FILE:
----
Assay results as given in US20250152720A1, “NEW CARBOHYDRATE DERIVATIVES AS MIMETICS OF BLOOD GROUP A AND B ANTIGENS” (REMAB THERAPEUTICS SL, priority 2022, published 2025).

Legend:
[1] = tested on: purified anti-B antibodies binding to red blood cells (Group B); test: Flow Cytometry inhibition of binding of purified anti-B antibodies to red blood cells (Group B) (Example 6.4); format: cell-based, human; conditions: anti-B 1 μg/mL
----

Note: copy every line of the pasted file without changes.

Assay results as given in US20250152720A1, “NEW CARBOHYDRATE DERIVATIVES AS MIMETICS OF BLOOD GROUP A AND B ANTIGENS” (REMAB THERAPEUTICS SL, priority 2022, published 2025).

Legend:
[1] = tested on: purified anti-B antibodies binding to red blood cells (Group B); test: Flow Cytometry inhibition of binding of purified anti-B antibodies to red blood cells (Group B) (Example 6.4); format: cell-based, human; conditions: anti-B 1 μg/mL